The Vomiting Perspective

If I had to list my top three skills, it would be Star Wars debating, writing, and vomiting.

I’m a darn good vomiter. Nah, my head is stuck in the past. I’m not really good at it anymore.

But there were many years where I would vomit an average of four times every single day. Between the nauseating effects of medication, my lungs and stomach literally overflowing with thick mucus, and a vicious cough that gagged me… well, let’s just say CF isn’t ‘just’ a lung disease. It’s also a vomit disease (among many other things).

If you haven’t gotten the hint yet, this post doesn’t skirt around the nastiness of CF.

Anyway, I’d usually throw up at 7:30 a.m. while doing my morning treatments before school, then once during school or work after lunch time, then at 9 p.m. during my evening treatments, then 3 a.m. during my tube feedings. Most people would stay home if they vomited just once, but with CF you just kinda haveta accept that’s life and you still need to compete with all the “healthy people.” So I learned locations of public restrooms, I kept napkins and a toothbrush to clean up, I memorized which foods taste particularly nasty the second time, and the perfect angle to position my head and neck to avoid the vomit entering my lungs. And I got used to it. I could vomit and be back at taking my exams in a jiffy.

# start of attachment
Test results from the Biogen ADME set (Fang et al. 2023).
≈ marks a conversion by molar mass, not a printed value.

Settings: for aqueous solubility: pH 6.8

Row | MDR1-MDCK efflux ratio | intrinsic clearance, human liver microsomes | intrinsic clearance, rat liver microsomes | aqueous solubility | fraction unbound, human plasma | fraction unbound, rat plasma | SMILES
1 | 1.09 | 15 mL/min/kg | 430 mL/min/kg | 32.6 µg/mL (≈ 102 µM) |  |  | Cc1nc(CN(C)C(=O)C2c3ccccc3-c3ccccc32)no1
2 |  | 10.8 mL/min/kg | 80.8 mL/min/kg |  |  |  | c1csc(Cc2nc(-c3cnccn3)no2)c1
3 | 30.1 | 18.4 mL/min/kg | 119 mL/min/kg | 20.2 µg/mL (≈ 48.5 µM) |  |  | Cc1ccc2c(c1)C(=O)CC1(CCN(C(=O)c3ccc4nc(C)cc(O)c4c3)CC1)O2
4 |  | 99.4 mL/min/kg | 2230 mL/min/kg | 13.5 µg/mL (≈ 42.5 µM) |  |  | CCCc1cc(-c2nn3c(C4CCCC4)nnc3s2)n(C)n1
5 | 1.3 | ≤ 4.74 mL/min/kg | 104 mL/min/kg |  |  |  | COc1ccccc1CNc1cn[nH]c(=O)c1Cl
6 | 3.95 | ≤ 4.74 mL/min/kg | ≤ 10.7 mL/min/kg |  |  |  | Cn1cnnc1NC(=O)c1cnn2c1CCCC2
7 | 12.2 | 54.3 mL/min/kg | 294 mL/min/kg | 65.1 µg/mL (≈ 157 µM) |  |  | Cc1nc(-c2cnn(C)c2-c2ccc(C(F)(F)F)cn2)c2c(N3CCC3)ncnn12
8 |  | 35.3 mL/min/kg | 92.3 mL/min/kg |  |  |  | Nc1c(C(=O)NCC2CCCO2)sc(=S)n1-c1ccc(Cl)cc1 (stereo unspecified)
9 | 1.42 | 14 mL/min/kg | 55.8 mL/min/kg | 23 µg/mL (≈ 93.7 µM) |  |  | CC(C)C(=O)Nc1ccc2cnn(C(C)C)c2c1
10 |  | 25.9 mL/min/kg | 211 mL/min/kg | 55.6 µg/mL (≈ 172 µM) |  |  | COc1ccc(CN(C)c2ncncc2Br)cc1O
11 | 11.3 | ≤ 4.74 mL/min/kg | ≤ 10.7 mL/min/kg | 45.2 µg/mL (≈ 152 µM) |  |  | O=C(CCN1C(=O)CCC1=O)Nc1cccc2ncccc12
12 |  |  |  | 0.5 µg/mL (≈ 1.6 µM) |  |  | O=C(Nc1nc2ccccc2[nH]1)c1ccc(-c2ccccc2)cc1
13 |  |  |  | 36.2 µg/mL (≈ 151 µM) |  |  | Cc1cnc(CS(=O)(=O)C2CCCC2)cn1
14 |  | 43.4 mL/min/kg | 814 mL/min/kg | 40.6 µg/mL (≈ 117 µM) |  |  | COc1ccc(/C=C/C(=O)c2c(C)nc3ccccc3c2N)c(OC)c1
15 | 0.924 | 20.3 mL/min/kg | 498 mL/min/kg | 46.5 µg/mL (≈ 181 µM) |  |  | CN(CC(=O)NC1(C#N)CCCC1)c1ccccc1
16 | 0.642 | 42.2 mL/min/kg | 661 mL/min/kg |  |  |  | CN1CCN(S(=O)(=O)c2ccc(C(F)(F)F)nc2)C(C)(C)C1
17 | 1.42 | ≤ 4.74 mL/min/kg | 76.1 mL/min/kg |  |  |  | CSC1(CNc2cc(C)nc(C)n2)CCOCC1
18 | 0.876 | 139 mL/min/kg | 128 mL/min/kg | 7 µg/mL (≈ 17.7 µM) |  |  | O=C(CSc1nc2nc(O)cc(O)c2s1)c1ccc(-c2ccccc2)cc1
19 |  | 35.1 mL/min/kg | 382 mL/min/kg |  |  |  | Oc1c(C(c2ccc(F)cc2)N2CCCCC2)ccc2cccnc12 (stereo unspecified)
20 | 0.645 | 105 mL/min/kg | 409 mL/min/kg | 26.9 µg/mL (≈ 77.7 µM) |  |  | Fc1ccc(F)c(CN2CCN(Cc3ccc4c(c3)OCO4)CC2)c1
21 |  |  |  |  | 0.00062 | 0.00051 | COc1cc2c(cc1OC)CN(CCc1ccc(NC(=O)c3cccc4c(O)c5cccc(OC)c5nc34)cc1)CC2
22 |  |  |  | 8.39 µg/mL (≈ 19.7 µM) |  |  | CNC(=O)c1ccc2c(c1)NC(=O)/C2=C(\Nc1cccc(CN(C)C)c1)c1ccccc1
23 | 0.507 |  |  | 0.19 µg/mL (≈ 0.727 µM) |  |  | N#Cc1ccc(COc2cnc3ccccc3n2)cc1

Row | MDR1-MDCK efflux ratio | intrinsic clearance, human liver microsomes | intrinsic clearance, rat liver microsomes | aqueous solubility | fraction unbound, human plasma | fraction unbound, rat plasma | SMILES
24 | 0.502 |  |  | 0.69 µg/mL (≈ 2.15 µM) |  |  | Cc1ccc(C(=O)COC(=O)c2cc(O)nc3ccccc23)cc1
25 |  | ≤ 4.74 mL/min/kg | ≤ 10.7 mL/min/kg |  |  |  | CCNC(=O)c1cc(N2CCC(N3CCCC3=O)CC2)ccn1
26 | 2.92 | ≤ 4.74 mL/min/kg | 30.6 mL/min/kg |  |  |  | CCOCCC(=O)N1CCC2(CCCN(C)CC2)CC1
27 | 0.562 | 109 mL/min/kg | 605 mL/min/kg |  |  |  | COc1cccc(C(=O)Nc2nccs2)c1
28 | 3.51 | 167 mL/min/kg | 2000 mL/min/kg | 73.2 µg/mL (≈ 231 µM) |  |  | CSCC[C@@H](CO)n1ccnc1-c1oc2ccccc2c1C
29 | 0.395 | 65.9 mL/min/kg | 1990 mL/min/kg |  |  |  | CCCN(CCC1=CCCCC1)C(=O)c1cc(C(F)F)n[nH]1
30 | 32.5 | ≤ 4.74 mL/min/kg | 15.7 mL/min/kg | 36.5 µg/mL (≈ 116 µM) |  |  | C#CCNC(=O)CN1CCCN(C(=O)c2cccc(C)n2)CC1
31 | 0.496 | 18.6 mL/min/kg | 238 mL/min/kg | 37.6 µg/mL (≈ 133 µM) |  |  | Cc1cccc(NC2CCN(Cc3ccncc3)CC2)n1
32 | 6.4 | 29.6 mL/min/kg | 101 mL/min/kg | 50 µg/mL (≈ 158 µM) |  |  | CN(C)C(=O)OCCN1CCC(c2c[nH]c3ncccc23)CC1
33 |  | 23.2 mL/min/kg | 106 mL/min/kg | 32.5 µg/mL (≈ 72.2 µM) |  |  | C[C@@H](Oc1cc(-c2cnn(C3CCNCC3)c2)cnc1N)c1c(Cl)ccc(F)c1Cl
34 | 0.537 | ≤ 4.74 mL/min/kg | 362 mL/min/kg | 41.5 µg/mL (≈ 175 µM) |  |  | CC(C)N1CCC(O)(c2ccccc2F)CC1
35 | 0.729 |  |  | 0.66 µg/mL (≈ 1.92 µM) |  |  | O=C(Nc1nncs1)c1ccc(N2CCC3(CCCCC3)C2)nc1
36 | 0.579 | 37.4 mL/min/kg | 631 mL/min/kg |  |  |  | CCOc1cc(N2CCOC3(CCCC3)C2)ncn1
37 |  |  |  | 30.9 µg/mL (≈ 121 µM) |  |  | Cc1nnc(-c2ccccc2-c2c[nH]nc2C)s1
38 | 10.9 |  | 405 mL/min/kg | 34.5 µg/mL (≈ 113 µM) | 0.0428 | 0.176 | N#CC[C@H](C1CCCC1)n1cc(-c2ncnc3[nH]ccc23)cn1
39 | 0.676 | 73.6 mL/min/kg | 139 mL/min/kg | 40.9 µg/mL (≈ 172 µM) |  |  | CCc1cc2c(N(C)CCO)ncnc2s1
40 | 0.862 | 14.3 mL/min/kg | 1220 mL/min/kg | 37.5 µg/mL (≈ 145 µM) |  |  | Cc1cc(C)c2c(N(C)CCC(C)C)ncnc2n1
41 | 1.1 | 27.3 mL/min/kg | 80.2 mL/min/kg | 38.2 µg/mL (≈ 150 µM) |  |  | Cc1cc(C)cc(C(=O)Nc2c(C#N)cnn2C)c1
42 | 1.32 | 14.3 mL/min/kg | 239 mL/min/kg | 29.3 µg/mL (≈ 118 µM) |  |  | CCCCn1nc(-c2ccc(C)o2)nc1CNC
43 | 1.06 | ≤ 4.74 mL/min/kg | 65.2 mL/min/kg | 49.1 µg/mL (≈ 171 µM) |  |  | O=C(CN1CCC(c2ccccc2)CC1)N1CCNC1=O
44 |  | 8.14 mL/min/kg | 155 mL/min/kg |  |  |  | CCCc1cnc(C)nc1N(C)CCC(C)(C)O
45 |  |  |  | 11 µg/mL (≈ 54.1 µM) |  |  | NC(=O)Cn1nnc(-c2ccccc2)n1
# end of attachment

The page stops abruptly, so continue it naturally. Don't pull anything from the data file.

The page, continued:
Now I’m gonna sidetrack so you understand why I’m revealing my vomit habits.

My feeding tube had a balloon that kept it secure in the stomach/intestine (so it doesn’t move around or fall out). About eleven days ago, the tube’s balloon burst. 14 inches of rubber was freely dangling about in my stomach while I scrambled to schedule an appointment to have it removed (frustratingly, I had to wait about nine days to get an appointment). I was in agonizing pain at times and having other stomach troubles. I even got so dehydrated I almost passed out in the middle of San Francisco! Thankfully, I got the tube removed an hour later (and it’s gone for good — after seven years of depending on it!).

Because of these troubles, I vomited. And I was not good at it. I moaned and yelled for my parents in the middle of the night. I don’t know what they could have done — I guess I just wanted someone to recognize my misery and pity me a bit. I’m a jerk when it’s 3 a.m. It just hurt so badly in my throat and nose. And ugh, so disgusting. Even after a few mouthwash rinses, I felt contaminated. How did I do this multiple times a day for years?